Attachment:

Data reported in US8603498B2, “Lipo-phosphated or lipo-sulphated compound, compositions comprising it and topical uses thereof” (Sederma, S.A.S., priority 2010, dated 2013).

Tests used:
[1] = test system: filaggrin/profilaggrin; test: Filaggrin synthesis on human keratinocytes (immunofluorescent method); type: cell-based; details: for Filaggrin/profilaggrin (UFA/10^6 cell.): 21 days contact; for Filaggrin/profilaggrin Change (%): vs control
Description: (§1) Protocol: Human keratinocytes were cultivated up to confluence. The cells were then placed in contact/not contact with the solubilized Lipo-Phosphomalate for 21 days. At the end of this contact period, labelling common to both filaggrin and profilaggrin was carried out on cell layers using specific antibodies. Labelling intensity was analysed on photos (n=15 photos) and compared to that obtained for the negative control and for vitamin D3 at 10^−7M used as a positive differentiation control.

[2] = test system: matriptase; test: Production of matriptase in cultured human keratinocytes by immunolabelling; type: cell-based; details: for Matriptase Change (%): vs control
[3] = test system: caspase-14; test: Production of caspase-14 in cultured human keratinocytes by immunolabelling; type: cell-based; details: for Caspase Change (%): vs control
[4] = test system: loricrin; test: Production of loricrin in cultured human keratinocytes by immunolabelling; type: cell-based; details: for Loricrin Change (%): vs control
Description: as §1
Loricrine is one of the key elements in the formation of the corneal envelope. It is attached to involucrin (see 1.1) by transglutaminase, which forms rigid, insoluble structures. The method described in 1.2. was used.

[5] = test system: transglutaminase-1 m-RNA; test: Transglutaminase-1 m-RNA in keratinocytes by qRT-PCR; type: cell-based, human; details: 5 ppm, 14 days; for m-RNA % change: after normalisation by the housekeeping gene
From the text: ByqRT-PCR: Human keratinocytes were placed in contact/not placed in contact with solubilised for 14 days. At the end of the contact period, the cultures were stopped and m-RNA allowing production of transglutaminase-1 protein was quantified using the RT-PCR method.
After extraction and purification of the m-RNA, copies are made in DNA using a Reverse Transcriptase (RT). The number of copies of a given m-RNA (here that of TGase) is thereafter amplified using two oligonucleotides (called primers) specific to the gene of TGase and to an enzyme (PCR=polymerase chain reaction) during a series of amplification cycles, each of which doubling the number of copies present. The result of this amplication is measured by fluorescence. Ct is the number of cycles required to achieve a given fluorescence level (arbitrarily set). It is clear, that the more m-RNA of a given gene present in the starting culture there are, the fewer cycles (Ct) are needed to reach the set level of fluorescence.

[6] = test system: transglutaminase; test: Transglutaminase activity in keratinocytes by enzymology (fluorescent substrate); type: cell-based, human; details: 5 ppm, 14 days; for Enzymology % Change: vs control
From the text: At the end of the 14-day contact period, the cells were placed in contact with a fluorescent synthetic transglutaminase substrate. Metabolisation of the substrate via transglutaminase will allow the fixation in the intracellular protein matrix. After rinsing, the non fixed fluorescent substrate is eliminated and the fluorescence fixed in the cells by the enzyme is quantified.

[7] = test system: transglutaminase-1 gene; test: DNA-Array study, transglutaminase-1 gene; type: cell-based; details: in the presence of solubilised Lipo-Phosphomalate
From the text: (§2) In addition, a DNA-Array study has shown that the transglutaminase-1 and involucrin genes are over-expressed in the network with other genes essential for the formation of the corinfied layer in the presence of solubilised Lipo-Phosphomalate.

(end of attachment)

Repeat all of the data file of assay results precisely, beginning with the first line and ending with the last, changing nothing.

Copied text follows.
Data reported in US8603498B2, “Lipo-phosphated or lipo-sulphated compound, compositions comprising it and topical uses thereof” (Sederma, S.A.S., priority 2010, dated 2013).

Tests used:
[1] = test system: filaggrin/profilaggrin; test: Filaggrin synthesis on human keratinocytes (immunofluorescent method); type: cell-based; details: for Filaggrin/profilaggrin (UFA/10^6 cell.): 21 days contact; for Filaggrin/profilaggrin Change (%): vs control
Description: (§1) Protocol: Human keratinocytes were cultivated up to confluence. The cells were then placed in contact/not contact with the solubilized Lipo-Phosphomalate for 21 days. At the end of this contact period, labelling common to both filaggrin and profilaggrin was carried out on cell layers using specific antibodies. Labelling intensity was analysed on photos (n=15 photos) and compared to that obtained for the negative control and for vitamin D3 at 10^−7M used as a positive differentiation control.

[2] = test system: matriptase; test: Production of matriptase in cultured human keratinocytes by immunolabelling; type: cell-based; details: for Matriptase Change (%): vs control
[3] = test system: caspase-14; test: Production of caspase-14 in cultured human keratinocytes by immunolabelling; type: cell-based; details: for Caspase Change (%): vs control
[4] = test system: loricrin; test: Production of loricrin in cultured human keratinocytes by immunolabelling; type: cell-based; details: for Loricrin Change (%): vs control
Description: as §1
Loricrine is one of the key elements in the formation of the corneal envelope. It is attached to involucrin (see 1.1) by transglutaminase, which forms rigid, insoluble structures. The method described in 1.2. was used.

[5] = test system: transglutaminase-1 m-RNA; test: Transglutaminase-1 m-RNA in keratinocytes by qRT-PCR; type: cell-based, human; details: 5 ppm, 14 days; for m-RNA % change: after normalisation by the housekeeping gene
From the text: ByqRT-PCR: Human keratinocytes were placed in contact/not placed in contact with solubilised for 14 days. At the end of the contact period, the cultures were stopped and m-RNA allowing production of transglutaminase-1 protein was quantified using the RT-PCR method.
After extraction and purification of the m-RNA, copies are made in DNA using a Reverse Transcriptase (RT). The number of copies of a given m-RNA (here that of TGase) is thereafter amplified using two oligonucleotides (called primers) specific to the gene of TGase and to an enzyme (PCR=polymerase chain reaction) during a series of amplification cycles, each of which doubling the number of copies present. The result of this amplication is measured by fluorescence. Ct is the number of cycles required to achieve a given fluorescence level (arbitrarily set). It is clear, that the more m-RNA of a given gene present in the starting culture there are, the fewer cycles (Ct) are needed to reach the set level of fluorescence.

[6] = test system: transglutaminase; test: Transglutaminase activity in keratinocytes by enzymology (fluorescent substrate); type: cell-based, human; details: 5 ppm, 14 days; for Enzymology % Change: vs control
From the text: At the end of the 14-day contact period, the cells were placed in contact with a fluorescent synthetic transglutaminase substrate. Metabolisation of the substrate via transglutaminase will allow the fixation in the intracellular protein matrix. After rinsing, the non fixed fluorescent substrate is eliminated and the fluorescence fixed in the cells by the enzyme is quantified.

[7] = test system: transglutaminase-1 gene; test: DNA-Array study, transglutaminase-1 gene; type: cell-based; details: in the presence of solubilised Lipo-Phosphomalate
From the text: (§2) In addition, a DNA-Array study has shown that the transglutaminase-1 and involucrin genes are over-expressed in the network with other genes essential for the formation of the corinfied layer in the presence of solubilised Lipo-Phosphomalate.